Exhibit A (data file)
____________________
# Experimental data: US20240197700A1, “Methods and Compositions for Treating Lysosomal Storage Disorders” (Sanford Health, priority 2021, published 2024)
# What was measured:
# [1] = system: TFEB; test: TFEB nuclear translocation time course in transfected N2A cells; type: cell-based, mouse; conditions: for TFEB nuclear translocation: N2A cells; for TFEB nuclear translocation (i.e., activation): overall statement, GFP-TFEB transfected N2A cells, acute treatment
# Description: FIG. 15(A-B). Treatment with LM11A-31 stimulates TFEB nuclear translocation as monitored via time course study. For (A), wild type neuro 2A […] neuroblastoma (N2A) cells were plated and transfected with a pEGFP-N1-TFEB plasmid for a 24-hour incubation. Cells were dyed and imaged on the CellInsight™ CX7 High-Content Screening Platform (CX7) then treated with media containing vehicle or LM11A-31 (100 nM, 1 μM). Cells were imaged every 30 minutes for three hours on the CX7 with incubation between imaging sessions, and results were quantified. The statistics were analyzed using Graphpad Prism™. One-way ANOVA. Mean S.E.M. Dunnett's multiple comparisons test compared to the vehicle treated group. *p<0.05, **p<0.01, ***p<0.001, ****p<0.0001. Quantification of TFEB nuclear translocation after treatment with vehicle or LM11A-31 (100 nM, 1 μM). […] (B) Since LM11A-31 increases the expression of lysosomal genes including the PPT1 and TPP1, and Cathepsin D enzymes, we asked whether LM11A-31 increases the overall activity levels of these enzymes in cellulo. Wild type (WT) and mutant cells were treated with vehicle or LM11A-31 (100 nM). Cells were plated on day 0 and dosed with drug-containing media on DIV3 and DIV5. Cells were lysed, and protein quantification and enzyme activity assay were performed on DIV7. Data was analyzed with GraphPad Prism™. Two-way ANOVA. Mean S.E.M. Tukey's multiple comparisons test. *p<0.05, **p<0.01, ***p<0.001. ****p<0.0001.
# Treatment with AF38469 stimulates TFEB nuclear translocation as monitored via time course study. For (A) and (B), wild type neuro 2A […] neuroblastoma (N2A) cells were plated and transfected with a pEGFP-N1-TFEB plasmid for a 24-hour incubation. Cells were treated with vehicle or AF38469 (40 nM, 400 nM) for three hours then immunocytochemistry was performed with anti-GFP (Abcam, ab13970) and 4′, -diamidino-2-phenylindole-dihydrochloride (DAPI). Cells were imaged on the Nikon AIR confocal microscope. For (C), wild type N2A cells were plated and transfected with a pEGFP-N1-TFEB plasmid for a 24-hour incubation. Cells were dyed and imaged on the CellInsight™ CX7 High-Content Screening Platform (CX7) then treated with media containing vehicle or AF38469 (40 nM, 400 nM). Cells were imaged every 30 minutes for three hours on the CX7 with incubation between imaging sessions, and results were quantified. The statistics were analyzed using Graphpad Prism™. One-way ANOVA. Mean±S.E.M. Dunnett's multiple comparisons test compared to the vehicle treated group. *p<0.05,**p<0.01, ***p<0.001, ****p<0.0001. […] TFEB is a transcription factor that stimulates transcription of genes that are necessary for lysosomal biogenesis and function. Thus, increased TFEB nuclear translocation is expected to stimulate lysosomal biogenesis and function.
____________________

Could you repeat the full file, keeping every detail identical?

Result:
# Experimental data: US20240197700A1, “Methods and Compositions for Treating Lysosomal Storage Disorders” (Sanford Health, priority 2021, published 2024)
# What was measured:
# [1] = system: TFEB; test: TFEB nuclear translocation time course in transfected N2A cells; type: cell-based, mouse; conditions: for TFEB nuclear translocation: N2A cells; for TFEB nuclear translocation (i.e., activation): overall statement, GFP-TFEB transfected N2A cells, acute treatment
# Description: FIG. 15(A-B). Treatment with LM11A-31 stimulates TFEB nuclear translocation as monitored via time course study. For (A), wild type neuro 2A […] neuroblastoma (N2A) cells were plated and transfected with a pEGFP-N1-TFEB plasmid for a 24-hour incubation. Cells were dyed and imaged on the CellInsight™ CX7 High-Content Screening Platform (CX7) then treated with media containing vehicle or LM11A-31 (100 nM, 1 μM). Cells were imaged every 30 minutes for three hours on the CX7 with incubation between imaging sessions, and results were quantified. The statistics were analyzed using Graphpad Prism™. One-way ANOVA. Mean S.E.M. Dunnett's multiple comparisons test compared to the vehicle treated group. *p<0.05, **p<0.01, ***p<0.001, ****p<0.0001. Quantification of TFEB nuclear translocation after treatment with vehicle or LM11A-31 (100 nM, 1 μM). […] (B) Since LM11A-31 increases the expression of lysosomal genes including the PPT1 and TPP1, and Cathepsin D enzymes, we asked whether LM11A-31 increases the overall activity levels of these enzymes in cellulo. Wild type (WT) and mutant cells were treated with vehicle or LM11A-31 (100 nM). Cells were plated on day 0 and dosed with drug-containing media on DIV3 and DIV5. Cells were lysed, and protein quantification and enzyme activity assay were performed on DIV7. Data was analyzed with GraphPad Prism™. Two-way ANOVA. Mean S.E.M. Tukey's multiple comparisons test. *p<0.05, **p<0.01, ***p<0.001. ****p<0.0001.
# Treatment with AF38469 stimulates TFEB nuclear translocation as monitored via time course study. For (A) and (B), wild type neuro 2A […] neuroblastoma (N2A) cells were plated and transfected with a pEGFP-N1-TFEB plasmid for a 24-hour incubation. Cells were treated with vehicle or AF38469 (40 nM, 400 nM) for three hours then immunocytochemistry was performed with anti-GFP (Abcam, ab13970) and 4′, -diamidino-2-phenylindole-dihydrochloride (DAPI). Cells were imaged on the Nikon AIR confocal microscope. For (C), wild type N2A cells were plated and transfected with a pEGFP-N1-TFEB plasmid for a 24-hour incubation. Cells were dyed and imaged on the CellInsight™ CX7 High-Content Screening Platform (CX7) then treated with media containing vehicle or AF38469 (40 nM, 400 nM). Cells were imaged every 30 minutes for three hours on the CX7 with incubation between imaging sessions, and results were quantified. The statistics were analyzed using Graphpad Prism™. One-way ANOVA. Mean±S.E.M. Dunnett's multiple comparisons test compared to the vehicle treated group. *p<0.05,**p<0.01, ***p<0.001, ****p<0.0001. […] TFEB is a transcription factor that stimulates transcription of genes that are necessary for lysosomal biogenesis and function. Thus, increased TFEB nuclear translocation is expected to stimulate lysosomal biogenesis and function.